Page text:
I have used it a lot, and it is a great, clean, fast fermenting lager yeast. I wouldn't ferment it at 55 though.

That being said, what is your recommended temp range for S-189?


According to Fermentis, the recommended temperature is 53 - 59 F.
Title: Re: S-189
Post by: majorvices on April 04, 2016, 10:44:07 PM
I have used it a lot, and it is a great, clean, fast fermenting lager yeast. I wouldn't ferment it at 55 though.

That being said, what is your recommended temp range for S-189?


According to Fermentis, the recommended temperature is 53 - 59 F.

I listen to the "recommended ranges" like, never. Find your own way. Grasshopper. ;)
Title: Re: S-189
Post by: HoosierBrew on April 04, 2016, 10:58:57 PM
I listen to the "recommended ranges" like, never. Find your own way. Grasshopper. ;)


Man, couldn't agree more.
Title: Re: S-189
Post by: Frankenbrew on April 04, 2016, 11:22:08 PM
I have used it a lot, and it is a great, clean, fast fermenting lager yeast. I wouldn't ferment it at 55 though.

That being said, what is your recommended temp range for S-189?




According to Fermentis, the recommended temperature is 53 - 59 F.

I listen to the "recommended ranges" like, never. Find your own way. Grasshopper. ;)

I suppose that's what I'm doing. Since it's the first time using it, and it isn't a common strain, it is a starting point. One that I'll change in my quest to "find my own way, Master."  ;)
Title: Re: S-189
Post by: beersk on April 05, 2016, 12:40:12 AM
I used it for a Maibock that is lagering now. It has just the slightest hint of green apple. I'm hoping it will age out seeing that it is very subtle, or a "low note" as you say. My fingers are crossed. I want to tap it for May.

I brewed a maibock with S-189 last year. I'm bummed as I only have three bottles left.
Prolly cuz o' your signature, d00d. Sorry.
Title: Re: S-189
Post by: denny on April 05, 2016, 03:14:37 PM
I have used it a lot, and it is a great, clean, fast fermenting lager yeast. I wouldn't ferment it at 55 though.

That being said, what is your recommended temp range for S-189?


According to Fermentis, the recommended temperature is 53 - 59 F.

I'd recommend 53-55 as the top end, based on my experience.
Title: Re: S-189
Post by: Steve Ruch on April 05, 2016, 09:44:24 PM
I'd recommend 53-55 as the top end, based on my experience.

My cooler is set at 48 which usually gives me a fermentation temp of 52-53 with lager yeast.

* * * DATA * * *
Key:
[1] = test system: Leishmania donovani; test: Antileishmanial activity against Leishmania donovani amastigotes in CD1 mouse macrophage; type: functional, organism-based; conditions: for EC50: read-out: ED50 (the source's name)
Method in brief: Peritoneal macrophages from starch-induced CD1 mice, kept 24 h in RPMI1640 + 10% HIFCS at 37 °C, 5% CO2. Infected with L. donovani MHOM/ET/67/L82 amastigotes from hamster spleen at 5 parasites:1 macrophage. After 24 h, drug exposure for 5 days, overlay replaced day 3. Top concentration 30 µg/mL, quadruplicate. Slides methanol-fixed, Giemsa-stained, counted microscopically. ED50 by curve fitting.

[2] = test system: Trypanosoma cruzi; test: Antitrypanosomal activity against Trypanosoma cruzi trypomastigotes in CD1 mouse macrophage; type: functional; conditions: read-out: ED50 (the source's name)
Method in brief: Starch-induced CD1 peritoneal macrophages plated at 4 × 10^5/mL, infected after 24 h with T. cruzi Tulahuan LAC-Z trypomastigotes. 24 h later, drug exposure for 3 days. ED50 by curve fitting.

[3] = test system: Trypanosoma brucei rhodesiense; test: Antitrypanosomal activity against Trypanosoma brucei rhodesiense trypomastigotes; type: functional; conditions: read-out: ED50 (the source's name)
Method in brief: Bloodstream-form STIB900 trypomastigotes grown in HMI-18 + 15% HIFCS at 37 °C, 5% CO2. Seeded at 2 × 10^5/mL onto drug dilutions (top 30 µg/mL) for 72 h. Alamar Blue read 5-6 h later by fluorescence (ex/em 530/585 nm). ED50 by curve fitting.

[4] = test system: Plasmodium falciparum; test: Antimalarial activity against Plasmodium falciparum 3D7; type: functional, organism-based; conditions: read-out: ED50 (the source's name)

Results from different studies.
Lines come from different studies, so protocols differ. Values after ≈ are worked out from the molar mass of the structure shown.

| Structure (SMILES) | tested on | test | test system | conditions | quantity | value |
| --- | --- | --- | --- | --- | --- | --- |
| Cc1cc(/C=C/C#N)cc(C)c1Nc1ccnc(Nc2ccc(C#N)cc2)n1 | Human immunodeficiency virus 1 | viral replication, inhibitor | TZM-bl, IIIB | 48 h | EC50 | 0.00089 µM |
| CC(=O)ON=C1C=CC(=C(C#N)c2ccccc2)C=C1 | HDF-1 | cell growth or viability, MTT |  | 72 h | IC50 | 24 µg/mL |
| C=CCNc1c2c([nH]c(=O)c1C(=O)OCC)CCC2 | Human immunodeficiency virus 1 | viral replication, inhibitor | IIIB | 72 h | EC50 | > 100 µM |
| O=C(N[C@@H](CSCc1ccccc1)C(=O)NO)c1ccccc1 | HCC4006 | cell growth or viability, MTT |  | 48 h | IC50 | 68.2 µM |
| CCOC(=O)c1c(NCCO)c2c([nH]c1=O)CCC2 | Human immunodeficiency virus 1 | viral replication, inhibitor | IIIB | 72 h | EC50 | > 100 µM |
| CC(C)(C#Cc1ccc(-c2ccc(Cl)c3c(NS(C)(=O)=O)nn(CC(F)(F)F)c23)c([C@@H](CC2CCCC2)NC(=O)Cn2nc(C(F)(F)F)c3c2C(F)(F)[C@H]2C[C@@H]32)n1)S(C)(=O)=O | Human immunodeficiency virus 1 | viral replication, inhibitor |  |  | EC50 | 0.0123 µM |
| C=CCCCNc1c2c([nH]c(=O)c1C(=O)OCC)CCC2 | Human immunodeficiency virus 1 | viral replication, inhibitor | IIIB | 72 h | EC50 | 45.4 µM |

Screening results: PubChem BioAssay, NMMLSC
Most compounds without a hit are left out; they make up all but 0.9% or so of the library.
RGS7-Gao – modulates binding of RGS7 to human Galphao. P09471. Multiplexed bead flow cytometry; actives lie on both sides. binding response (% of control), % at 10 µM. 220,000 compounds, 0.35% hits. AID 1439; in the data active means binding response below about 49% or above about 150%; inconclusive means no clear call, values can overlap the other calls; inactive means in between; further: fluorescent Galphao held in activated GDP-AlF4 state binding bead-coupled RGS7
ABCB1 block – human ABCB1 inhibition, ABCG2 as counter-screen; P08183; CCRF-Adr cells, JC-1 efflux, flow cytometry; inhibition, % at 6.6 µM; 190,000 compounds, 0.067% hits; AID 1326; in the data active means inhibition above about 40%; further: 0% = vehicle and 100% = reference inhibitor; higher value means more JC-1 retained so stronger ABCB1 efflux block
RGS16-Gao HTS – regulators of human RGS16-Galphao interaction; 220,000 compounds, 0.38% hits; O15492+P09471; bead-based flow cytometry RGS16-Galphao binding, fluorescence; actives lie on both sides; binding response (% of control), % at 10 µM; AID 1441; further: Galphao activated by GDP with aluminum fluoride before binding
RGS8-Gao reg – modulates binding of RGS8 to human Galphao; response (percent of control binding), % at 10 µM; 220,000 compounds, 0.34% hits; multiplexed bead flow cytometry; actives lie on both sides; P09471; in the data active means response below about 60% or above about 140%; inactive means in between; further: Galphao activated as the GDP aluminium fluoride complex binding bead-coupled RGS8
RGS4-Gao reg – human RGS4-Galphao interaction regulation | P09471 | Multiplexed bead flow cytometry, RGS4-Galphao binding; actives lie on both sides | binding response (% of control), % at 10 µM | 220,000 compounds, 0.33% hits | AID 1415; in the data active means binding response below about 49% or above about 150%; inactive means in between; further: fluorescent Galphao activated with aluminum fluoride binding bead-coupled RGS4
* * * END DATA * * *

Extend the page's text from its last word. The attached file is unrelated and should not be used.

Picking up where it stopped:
Title: Re: S-189
Post by: Frankenbrew on April 06, 2016, 05:55:02 PM
I'd recommend 53-55 as the top end, based on my experience.

My cooler is set at 48 which usually gives me a fermentation temp of 52-53 with lager yeast.

Okay, second brew with this yeast is a Munich Dunkel, same process, same temps. This one is absolutely gorgeous, clean, malty and bright.Certainly a darker beer is going to be more forgiving than the Maibock, but I can't see anything wrong with it. Now, I guess I have to give the Maibock some more time to mature and then make my final judgement, but if I were just going on the dunkel, I would recommend it highly and use it again.
Title: Re: S-189
Post by: ynotbrusum on April 08, 2016, 02:52:38 AM
Does this one typically require a D-rest?
Title: Re: S-189
Post by: majorvices on April 08, 2016, 12:16:17 PM
Does this one typically require a D-rest?

Honestly, I try to d-rest for every lager because not only does it assure there is no diacetyl but it also speeds up the maturation process. So I wouldn't be able to give an answer on that. I feel it's best to do one anyway.
Title: Re: S-189
Post by: PORTERHAUS on April 08, 2016, 02:04:03 PM
Does this one typically require a D-rest?

Honestly, I try to d-rest for every lager because not only does it assure there is no diacetyl but it also speeds up the maturation process. So I wouldn't be able to give an answer on that. I feel it's best to do one anyway.

I agree, just part of the process for every batch. Lagers or Ales.
Title: Re: S-189
Post by: denny on April 08, 2016, 03:38:00 PM
Does this one typically require a D-rest?

I've never needed one for it, but it depends more on your process than the yeast itself.
Title: Re: S-189
Post by: ynotbrusum on April 13, 2016, 02:01:53 AM
Got a kölsch going in the same chest now, so it is getting a d-rest with the Kölsch at 60-62F and both will be dropped back down and lagered at 32F for a bit.  Awaiting the sample with baited breath....